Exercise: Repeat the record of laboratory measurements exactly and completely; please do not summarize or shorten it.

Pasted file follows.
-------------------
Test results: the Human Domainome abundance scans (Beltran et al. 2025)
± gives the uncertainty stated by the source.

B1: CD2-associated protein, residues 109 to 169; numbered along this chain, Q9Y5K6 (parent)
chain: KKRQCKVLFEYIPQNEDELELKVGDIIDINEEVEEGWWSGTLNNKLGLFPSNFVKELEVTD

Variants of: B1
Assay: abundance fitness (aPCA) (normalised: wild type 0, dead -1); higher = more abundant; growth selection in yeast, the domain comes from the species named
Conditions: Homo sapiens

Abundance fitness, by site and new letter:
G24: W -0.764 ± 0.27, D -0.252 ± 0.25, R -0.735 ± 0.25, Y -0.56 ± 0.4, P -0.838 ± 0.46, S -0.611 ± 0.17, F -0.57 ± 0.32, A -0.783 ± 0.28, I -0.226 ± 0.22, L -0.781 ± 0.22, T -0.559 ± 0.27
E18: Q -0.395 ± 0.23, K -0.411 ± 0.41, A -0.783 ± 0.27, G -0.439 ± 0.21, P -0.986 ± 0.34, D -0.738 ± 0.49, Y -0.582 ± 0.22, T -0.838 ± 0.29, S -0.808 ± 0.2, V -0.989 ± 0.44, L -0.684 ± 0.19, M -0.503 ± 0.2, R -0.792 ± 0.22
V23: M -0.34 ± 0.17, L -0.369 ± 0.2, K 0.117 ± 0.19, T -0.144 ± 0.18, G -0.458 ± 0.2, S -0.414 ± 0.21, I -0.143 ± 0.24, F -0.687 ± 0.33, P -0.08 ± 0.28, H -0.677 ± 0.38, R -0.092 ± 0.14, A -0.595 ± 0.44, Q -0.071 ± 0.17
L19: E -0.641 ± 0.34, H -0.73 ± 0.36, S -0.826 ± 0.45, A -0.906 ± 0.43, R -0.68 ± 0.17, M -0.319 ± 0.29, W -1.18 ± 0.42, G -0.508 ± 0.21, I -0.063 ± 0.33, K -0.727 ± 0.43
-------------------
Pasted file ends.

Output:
Test results: the Human Domainome abundance scans (Beltran et al. 2025)
± gives the uncertainty stated by the source.

B1: CD2-associated protein, residues 109 to 169; numbered along this chain, Q9Y5K6 (parent)
chain: KKRQCKVLFEYIPQNEDELELKVGDIIDINEEVEEGWWSGTLNNKLGLFPSNFVKELEVTD

Variants of: B1
Assay: abundance fitness (aPCA) (normalised: wild type 0, dead -1); higher = more abundant; growth selection in yeast, the domain comes from the species named
Conditions: Homo sapiens

Abundance fitness, by site and new letter:
G24: W -0.764 ± 0.27, D -0.252 ± 0.25, R -0.735 ± 0.25, Y -0.56 ± 0.4, P -0.838 ± 0.46, S -0.611 ± 0.17, F -0.57 ± 0.32, A -0.783 ± 0.28, I -0.226 ± 0.22, L -0.781 ± 0.22, T -0.559 ± 0.27
E18: Q -0.395 ± 0.23, K -0.411 ± 0.41, A -0.783 ± 0.27, G -0.439 ± 0.21, P -0.986 ± 0.34, D -0.738 ± 0.49, Y -0.582 ± 0.22, T -0.838 ± 0.29, S -0.808 ± 0.2, V -0.989 ± 0.44, L -0.684 ± 0.19, M -0.503 ± 0.2, R -0.792 ± 0.22
V23: M -0.34 ± 0.17, L -0.369 ± 0.2, K 0.117 ± 0.19, T -0.144 ± 0.18, G -0.458 ± 0.2, S -0.414 ± 0.21, I -0.143 ± 0.24, F -0.687 ± 0.33, P -0.08 ± 0.28, H -0.677 ± 0.38, R -0.092 ± 0.14, A -0.595 ± 0.44, Q -0.071 ± 0.17
L19: E -0.641 ± 0.34, H -0.73 ± 0.36, S -0.826 ± 0.45, A -0.906 ± 0.43, R -0.68 ± 0.17, M -0.319 ± 0.29, W -1.18 ± 0.42, G -0.508 ± 0.21, I -0.063 ± 0.33, K -0.727 ± 0.43